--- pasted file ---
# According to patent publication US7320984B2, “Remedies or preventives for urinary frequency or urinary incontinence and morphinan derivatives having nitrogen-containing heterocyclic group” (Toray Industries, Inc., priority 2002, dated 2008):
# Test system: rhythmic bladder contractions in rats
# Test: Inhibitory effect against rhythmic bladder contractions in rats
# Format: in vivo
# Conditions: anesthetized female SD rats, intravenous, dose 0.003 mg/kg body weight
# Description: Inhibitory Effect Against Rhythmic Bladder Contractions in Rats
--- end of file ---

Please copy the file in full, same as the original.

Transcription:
# According to patent publication US7320984B2, “Remedies or preventives for urinary frequency or urinary incontinence and morphinan derivatives having nitrogen-containing heterocyclic group” (Toray Industries, Inc., priority 2002, dated 2008):
# Test system: rhythmic bladder contractions in rats
# Test: Inhibitory effect against rhythmic bladder contractions in rats
# Format: in vivo
# Conditions: anesthetized female SD rats, intravenous, dose 0.003 mg/kg body weight
# Description: Inhibitory Effect Against Rhythmic Bladder Contractions in Rats